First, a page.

On Being Quiet

I like to fill my bird feeders at first light on Saturdays. After morning readings, I sit at the kitchen table with my coffee and watch winged poetry through the bay. I am always rewarded with the vibrant reds of the cardinals, the spritely black caps of chickadees, and serenading sparrow song. Sometimes the shy flicker stops by, clinging to the feeder with grasping toes, red mustache jauntily twitching under curved bill.

I never tire of their antics and often grieve to leave my window–reluctant to begin the noise of the day. Their light-filled movements are music to me; in the watching my mind finds rest.

Matthew Kelty, in his book Flute Solo: Reflections of a Trappist Hermit, says that quiet moments such as these are the substance of an intimate relationship with God.

We all need contact with our hearts. Without that contact we are isolated from truth, divorced from reality. Quiet is certainly one of the ways to that contact. And peace. I suspect seriously that the single most effective weapon of Satan in our times is noise. I cannot think of a better way to alienation and loss of religion. Fill a man day and night with noise, even beautiful noise. Allow him no time to think, to muse, to ponder, to wonder. Fill his air with sound, his ears with din. His heart will die soon enough. Now you have broken him. He can no longer love.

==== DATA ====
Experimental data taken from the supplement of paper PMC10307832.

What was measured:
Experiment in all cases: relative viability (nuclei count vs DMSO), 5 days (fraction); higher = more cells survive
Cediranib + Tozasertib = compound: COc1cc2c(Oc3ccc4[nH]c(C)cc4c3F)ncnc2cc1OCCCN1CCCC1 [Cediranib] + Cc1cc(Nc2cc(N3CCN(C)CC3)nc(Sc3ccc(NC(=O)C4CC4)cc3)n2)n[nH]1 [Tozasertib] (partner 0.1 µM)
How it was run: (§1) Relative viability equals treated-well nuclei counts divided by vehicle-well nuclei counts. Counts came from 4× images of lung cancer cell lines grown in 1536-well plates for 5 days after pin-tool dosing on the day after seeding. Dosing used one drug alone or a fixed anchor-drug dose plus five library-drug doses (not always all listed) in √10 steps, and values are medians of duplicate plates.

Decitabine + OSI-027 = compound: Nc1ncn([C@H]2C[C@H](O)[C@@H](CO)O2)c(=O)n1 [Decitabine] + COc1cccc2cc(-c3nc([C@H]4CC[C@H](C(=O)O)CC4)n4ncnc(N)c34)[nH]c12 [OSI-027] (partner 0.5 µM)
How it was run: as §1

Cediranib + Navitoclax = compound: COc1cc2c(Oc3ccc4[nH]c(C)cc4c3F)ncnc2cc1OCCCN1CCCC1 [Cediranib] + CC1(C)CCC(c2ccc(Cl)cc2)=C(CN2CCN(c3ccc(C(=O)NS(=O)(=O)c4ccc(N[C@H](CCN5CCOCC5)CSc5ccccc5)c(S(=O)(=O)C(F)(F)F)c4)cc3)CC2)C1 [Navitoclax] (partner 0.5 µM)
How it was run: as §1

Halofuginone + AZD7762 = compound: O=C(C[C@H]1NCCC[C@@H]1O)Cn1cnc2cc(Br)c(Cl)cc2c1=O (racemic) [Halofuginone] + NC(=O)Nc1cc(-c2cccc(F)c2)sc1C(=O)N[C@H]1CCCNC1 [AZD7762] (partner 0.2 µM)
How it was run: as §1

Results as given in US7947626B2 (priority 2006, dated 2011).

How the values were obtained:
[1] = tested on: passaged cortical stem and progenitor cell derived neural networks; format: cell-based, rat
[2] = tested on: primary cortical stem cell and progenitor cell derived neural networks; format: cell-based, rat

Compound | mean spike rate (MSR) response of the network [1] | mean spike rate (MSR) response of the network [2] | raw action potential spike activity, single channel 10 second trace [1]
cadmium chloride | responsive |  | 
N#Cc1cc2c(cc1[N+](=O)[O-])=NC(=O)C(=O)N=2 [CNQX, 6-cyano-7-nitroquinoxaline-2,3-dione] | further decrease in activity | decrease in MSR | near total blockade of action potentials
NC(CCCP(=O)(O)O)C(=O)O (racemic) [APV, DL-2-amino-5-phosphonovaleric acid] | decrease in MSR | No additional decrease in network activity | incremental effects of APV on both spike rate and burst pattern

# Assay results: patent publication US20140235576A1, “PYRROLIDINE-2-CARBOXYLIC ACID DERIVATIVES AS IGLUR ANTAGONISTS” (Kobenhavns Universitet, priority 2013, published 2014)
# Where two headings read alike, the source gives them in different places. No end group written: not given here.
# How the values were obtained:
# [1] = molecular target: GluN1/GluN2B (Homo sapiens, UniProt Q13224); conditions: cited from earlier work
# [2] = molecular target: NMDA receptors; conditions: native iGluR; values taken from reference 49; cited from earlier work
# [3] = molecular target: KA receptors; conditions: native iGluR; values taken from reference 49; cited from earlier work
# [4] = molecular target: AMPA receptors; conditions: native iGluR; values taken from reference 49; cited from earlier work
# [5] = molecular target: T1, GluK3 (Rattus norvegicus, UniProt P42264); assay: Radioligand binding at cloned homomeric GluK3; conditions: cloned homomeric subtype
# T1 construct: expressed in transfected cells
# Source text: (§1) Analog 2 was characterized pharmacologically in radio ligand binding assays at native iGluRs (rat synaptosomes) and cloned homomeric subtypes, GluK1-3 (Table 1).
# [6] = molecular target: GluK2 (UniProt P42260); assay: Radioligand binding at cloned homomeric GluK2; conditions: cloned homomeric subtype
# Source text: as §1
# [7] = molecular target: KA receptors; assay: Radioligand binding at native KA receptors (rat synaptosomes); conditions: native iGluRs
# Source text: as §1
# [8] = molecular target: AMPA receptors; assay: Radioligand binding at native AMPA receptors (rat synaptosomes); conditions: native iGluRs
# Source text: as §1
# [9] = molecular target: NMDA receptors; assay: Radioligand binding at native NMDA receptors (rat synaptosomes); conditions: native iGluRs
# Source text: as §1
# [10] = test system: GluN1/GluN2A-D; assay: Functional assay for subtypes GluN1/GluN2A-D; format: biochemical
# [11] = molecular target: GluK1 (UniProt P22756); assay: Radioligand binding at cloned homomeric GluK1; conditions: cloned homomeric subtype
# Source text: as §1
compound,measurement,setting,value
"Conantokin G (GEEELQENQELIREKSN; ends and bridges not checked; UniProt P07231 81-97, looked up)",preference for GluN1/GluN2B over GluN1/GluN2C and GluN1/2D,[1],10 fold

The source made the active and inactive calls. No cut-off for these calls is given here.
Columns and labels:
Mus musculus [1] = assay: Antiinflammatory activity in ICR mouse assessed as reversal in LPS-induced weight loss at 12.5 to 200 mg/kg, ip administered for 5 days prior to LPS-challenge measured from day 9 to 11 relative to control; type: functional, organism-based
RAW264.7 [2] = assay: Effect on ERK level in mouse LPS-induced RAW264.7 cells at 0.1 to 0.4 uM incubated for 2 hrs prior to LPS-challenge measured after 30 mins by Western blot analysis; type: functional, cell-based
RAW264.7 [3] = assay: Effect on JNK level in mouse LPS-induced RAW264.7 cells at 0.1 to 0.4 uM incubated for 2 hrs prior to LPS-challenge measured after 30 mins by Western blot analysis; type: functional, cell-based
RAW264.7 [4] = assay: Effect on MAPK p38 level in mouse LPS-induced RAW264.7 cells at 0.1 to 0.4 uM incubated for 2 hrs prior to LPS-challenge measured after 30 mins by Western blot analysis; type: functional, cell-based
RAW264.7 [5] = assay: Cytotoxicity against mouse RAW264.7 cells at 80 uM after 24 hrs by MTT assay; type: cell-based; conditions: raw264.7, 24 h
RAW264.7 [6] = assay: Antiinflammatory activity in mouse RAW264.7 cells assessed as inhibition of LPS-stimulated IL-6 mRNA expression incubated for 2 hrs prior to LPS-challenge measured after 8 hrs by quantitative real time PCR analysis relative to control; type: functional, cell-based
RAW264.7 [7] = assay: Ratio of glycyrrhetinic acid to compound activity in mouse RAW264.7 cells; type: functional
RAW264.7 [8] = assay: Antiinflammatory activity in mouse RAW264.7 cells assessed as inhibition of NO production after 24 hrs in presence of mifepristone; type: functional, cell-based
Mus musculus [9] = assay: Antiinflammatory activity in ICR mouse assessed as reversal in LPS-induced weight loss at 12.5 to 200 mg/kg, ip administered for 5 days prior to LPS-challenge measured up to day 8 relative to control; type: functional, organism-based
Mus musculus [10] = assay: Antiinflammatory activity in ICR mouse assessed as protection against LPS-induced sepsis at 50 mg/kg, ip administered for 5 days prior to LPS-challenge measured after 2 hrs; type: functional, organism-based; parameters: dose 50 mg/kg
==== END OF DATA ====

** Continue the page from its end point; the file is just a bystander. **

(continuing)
I know not one who has not felt that brokenness.

Busy-ness is an idol in our culture. This is the way of multi-tasking, batch projects–of stretching our umbrella, extending our reach.

Not a bad way in and of itself. In fact, it can be quite a good way.

But I must not lose the quiet moment in each task; I must not miss the heart connection.

And that is the tricky part, no? To hear His voice above the din…to see beauty in the ordinary.

There is something to the Muslim practice of salat–the obligatory rite of their religion that requires prayer five times a day, at specified times. In this way, the mind is trained to quiet–to focus on God.

As a Christian I wonder at such measures. I know that Christ’s death on the cross eliminated the need for ritual and ceremony when I approach God. The veil was torn. Yet, my human condition makes me susceptible to caressing this skin…forgetting the divine and leaning on flesh.

And so I make my own reminders.